► silently ignoring key factor index=x.index


other approaches like
x['N'] = pSe(pSe(N)).set_index(x.index)
x['N'] = pSe(N, index=x.index)
x['N'] = list(N)
etc.. producing correct-expected results and not behaving like pd.concat.

The problem from my side is that this silent behavior of ignoring the specified index and acting as pd.concat is the only one of the 4 approaches above.

Thus, to conclude, shouldn't the result table be just same regardless using pDF(index = x.index ) or .(set_index(x.index))?

rhshadrach wrote this answer on 2022-09-25

x['N'] = pSe(pSe(N), index=x.index)

This combines two different operations:

  1. the creation of a Series by providing a Series for data and specifying index; and
  2. the assignment of a Series to a DataFrame

We can only determine the behavior of each one individually, as this logically determines what happens when you performance them sequentially. Can you specify which of these two do you think behaves improperly and specify why? Include both if you believe they are both incorrect, but do so individually.

MichalRIcar wrote this answer on 2022-09-26


thank you, a good idea to reduce it to the elements.

The main point is that pandas constructor of new DataFrame or Serie with input as another panda (DF/SE) works as a pd.concat as the result shows:


The problem is that the second line is just the same with a slight difference - instead of using index=x.index inside pDF(), we define specify index outside via set_index(x.index).

Thus, the new DataFrame constructor with inner index specification works as pd.concat, not as a new dataframe... if it's intentional, then I believe should be highlighted in the documentation as the behavior is not compatible with other approaches and in general pandas behavior..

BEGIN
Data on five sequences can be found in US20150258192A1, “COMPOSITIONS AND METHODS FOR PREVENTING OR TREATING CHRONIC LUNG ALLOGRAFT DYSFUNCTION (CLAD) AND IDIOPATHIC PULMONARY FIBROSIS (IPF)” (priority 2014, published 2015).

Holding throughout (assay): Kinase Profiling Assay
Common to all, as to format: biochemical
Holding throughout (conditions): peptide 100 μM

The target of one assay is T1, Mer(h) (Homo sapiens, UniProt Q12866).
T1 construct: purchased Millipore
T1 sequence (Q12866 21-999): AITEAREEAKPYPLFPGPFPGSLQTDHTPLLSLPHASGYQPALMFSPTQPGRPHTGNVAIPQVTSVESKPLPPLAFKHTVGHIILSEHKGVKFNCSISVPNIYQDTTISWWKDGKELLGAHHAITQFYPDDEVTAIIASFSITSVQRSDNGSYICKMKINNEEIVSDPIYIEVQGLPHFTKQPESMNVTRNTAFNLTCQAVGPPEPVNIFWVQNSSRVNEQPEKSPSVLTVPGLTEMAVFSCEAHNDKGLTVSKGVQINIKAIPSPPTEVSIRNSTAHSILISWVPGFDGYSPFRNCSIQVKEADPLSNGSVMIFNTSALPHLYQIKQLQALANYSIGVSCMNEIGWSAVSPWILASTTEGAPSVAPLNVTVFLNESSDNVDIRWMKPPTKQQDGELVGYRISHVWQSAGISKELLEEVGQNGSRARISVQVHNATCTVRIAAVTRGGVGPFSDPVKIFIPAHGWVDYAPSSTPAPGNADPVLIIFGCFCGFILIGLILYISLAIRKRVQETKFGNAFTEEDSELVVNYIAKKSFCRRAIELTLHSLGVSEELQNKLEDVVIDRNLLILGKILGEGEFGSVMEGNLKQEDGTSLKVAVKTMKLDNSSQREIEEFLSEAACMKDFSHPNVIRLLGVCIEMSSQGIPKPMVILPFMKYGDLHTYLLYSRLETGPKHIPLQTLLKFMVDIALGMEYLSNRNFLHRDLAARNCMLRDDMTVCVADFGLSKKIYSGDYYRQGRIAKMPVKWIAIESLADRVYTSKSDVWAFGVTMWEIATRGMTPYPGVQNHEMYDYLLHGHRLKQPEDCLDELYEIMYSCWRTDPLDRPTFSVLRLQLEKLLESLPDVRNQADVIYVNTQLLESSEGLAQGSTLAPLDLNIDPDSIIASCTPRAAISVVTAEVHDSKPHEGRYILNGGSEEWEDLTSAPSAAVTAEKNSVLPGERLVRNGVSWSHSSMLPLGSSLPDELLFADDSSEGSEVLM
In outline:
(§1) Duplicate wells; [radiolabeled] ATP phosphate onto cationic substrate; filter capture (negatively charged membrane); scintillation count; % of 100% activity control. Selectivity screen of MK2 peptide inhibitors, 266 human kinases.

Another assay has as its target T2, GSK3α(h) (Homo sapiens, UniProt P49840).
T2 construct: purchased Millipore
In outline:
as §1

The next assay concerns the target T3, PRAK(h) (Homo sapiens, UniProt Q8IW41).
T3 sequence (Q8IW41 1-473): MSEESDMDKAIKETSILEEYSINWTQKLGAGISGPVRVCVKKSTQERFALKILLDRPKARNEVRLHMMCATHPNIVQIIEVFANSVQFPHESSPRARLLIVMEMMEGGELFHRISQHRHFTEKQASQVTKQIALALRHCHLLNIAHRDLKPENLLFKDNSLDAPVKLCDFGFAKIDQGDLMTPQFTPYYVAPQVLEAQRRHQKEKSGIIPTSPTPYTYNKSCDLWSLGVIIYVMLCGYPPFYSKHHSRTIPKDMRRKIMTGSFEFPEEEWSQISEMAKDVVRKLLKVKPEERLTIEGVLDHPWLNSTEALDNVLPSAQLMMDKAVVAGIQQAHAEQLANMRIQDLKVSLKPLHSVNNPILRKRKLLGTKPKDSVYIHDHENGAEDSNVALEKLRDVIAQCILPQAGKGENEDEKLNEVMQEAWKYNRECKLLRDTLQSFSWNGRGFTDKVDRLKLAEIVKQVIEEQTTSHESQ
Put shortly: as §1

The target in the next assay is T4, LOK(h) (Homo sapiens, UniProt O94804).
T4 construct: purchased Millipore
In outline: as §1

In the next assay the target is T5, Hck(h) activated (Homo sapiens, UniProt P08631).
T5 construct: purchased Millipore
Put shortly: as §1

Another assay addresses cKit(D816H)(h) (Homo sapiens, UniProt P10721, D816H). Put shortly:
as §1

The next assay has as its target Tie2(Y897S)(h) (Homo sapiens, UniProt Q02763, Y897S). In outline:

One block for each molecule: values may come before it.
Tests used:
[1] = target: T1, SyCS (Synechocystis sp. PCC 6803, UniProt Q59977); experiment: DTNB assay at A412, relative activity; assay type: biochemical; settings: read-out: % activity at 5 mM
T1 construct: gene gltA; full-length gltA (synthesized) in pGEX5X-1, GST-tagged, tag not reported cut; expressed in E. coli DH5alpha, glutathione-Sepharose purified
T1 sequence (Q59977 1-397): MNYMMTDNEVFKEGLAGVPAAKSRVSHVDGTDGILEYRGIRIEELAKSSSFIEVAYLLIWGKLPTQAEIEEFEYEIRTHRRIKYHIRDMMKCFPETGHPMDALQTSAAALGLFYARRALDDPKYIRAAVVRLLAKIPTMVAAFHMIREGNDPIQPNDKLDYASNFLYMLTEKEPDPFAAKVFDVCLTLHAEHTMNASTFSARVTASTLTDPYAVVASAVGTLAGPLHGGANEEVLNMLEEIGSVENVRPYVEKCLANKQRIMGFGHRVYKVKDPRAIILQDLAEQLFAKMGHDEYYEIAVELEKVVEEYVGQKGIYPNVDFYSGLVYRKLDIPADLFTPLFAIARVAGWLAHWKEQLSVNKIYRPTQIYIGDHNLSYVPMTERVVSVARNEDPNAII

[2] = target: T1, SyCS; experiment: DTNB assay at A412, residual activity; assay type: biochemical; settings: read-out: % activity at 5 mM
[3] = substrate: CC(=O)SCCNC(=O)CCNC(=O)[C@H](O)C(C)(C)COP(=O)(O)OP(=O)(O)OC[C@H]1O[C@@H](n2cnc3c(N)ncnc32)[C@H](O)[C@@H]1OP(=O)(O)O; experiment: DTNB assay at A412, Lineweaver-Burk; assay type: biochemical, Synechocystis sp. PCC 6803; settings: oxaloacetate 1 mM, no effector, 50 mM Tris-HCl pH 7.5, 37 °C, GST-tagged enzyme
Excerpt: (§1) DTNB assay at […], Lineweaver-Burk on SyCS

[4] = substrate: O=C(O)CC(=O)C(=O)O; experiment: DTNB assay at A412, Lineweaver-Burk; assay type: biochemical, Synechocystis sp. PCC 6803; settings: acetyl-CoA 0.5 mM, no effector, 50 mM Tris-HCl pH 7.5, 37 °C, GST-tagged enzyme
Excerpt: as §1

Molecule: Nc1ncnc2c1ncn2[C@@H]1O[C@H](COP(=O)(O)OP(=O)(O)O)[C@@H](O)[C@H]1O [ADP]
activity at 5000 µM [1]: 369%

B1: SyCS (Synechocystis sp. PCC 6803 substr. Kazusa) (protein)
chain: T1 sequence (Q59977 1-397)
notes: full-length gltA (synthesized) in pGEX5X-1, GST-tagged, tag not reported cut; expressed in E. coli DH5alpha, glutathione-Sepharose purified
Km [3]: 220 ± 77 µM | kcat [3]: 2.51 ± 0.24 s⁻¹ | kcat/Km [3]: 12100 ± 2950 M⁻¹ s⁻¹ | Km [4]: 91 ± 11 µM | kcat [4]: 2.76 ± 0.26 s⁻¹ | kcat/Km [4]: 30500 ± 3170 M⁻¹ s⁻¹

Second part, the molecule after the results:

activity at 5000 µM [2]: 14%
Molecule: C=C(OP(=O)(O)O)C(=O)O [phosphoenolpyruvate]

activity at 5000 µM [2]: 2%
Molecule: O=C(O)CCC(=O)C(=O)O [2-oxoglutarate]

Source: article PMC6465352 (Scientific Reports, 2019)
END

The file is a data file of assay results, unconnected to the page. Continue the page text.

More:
rhshadrach wrote this answer on 2022-09-26

Thanks for elaborating here. Constructing a DataFrame from a Series while specifying an index will align the Series to the provided index:

ser = pd.Series([3, 4], index=[1, 2])
# 2    3
# 1    4
# dtype: int64

df = pd.DataFrame(ser, index=[1, 2, 3])
#      0
# 1  4.0
# 2  3.0
# 3  NaN

Using .set_index on the other hand replaces the existing index without modifying the values. Is it these two behaviors which you view as being incompatible?

In any case, the previous issue I referenced above was #42818. This was closed by adding the line

If a dict contains Series which have an index defined, it is aligned by its index.

which is good, but I think there could still be improvement here. Namely, mentioning alignment with Series or DataFrame inputs (and not just those in a dictionary).

MichalRIcar wrote this answer on 2022-09-27

Thank you, the 42818 is discussing this. I also believe a rising warning would be appropriate as the behavior is not consistent.
Simply put, creating new dataframe is by definition a command to create new dataframe, not to merge it to another dataframe.
Not trying to convince pandas team to think about this twice :) but I hope you can see my point that inherent incosistency is present in the result.

To sum it up
→ when creating a new dataframe, user should obtain same output regardless the input format.
→ when want to join dataframes, then pd.concat/pd.merge has to be called accordingly.

Thank you once again for the discussion, I will put to our internal documentation big red alert, warning to never use inner index, always set_index.


rhshadrach wrote this answer on 2022-09-28

Reopening - I think the docs could be improved here as mentioned above.

More Details About Repo
Owner Name pandas-dev
Repo Name pandas
Full Name pandas-dev/pandas
Language Python
Created Date 2010-08-24
Updated Date 2022-10-04
Star Count 35430
Watcher Count 1120
Fork Count 15089
Issue Count 3589